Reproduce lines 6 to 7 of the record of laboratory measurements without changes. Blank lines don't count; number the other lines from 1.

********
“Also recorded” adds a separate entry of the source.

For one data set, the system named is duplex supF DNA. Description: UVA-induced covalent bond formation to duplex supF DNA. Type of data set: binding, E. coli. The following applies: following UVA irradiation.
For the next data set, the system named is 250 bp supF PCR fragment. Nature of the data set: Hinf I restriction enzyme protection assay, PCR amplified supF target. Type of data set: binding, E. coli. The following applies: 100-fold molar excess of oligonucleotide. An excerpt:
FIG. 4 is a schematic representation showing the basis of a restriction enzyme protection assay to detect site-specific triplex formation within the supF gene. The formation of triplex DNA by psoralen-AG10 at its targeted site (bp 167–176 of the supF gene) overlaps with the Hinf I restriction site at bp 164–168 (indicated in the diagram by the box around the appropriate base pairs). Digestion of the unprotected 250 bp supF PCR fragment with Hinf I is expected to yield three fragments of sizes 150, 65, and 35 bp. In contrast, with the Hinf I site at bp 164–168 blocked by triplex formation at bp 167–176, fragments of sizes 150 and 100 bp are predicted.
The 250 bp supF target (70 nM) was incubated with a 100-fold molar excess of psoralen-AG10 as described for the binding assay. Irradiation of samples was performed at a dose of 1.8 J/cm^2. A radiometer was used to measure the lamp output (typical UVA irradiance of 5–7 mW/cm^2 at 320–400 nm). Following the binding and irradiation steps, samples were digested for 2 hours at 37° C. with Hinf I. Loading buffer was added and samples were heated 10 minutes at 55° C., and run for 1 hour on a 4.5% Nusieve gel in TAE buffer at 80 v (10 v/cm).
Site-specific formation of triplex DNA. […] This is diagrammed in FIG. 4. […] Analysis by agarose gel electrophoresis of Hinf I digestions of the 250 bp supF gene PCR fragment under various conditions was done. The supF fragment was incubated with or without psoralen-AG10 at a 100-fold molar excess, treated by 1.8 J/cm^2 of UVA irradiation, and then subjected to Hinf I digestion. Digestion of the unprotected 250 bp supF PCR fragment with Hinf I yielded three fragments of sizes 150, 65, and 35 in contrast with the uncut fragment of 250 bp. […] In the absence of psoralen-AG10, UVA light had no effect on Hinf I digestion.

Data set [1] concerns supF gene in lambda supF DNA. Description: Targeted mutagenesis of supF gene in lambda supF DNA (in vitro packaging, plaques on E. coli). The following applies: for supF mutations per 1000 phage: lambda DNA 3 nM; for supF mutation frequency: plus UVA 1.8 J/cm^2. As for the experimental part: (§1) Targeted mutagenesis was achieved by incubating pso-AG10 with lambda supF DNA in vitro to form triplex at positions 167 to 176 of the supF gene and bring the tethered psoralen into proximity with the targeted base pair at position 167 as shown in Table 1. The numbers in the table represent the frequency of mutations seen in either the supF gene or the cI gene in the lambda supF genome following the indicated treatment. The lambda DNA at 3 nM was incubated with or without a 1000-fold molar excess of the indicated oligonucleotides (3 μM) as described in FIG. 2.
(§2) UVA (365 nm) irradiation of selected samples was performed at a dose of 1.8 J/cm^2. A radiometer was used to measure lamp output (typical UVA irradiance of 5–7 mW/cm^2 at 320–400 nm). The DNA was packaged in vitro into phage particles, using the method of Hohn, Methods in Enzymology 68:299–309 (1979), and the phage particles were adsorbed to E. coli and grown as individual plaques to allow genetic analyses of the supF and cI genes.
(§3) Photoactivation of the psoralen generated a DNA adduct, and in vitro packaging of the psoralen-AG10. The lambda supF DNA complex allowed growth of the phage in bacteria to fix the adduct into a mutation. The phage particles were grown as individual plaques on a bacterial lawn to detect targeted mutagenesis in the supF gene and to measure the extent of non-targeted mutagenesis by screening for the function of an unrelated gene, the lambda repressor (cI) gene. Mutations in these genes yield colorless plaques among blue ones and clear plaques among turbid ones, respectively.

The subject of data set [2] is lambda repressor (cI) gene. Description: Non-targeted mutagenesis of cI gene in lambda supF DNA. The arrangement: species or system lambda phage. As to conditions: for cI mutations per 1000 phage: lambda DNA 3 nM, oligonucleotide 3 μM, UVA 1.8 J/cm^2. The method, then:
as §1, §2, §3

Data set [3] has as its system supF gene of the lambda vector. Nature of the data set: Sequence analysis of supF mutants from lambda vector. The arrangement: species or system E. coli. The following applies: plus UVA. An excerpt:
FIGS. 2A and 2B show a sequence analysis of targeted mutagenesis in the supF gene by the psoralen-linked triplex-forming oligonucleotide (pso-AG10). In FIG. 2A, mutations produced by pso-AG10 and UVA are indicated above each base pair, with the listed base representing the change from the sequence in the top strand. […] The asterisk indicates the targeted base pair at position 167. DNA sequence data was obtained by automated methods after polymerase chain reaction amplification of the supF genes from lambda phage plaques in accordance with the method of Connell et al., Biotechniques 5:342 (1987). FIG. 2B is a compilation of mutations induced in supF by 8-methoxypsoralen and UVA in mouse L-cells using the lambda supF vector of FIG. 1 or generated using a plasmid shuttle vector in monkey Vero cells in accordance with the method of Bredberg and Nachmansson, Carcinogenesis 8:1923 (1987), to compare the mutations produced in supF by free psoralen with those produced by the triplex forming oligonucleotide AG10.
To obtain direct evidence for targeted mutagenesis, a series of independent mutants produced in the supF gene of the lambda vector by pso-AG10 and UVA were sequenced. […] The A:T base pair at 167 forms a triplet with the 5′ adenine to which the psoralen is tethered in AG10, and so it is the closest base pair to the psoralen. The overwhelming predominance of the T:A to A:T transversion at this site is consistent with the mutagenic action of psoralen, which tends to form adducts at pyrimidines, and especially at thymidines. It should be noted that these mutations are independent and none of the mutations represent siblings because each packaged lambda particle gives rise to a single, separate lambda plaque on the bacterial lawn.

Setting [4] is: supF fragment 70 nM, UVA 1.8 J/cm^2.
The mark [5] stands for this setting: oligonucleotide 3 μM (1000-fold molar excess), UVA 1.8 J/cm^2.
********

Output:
Site-specific formation of triplex DNA. […] This is diagrammed in FIG. 4. […] Analysis by agarose gel electrophoresis of Hinf I digestions of the 250 bp supF gene PCR fragment under various conditions was done. The supF fragment was incubated with or without psoralen-AG10 at a 100-fold molar excess, treated by 1.8 J/cm^2 of UVA irradiation, and then subjected to Hinf I digestion. Digestion of the unprotected 250 bp supF PCR fragment with Hinf I yielded three fragments of sizes 150, 65, and 35 in contrast with the uncut fragment of 250 bp. […] In the absence of psoralen-AG10, UVA light had no effect on Hinf I digestion.

Data set [1] concerns supF gene in lambda supF DNA. Description: Targeted mutagenesis of supF gene in lambda supF DNA (in vitro packaging, plaques on E. coli). The following applies: for supF mutations per 1000 phage: lambda DNA 3 nM; for supF mutation frequency: plus UVA 1.8 J/cm^2. As for the experimental part: (§1) Targeted mutagenesis was achieved by incubating pso-AG10 with lambda supF DNA in vitro to form triplex at positions 167 to 176 of the supF gene and bring the tethered psoralen into proximity with the targeted base pair at position 167 as shown in Table 1. The numbers in the table represent the frequency of mutations seen in either the supF gene or the cI gene in the lambda supF genome following the indicated treatment. The lambda DNA at 3 nM was incubated with or without a 1000-fold molar excess of the indicated oligonucleotides (3 μM) as described in FIG. 2.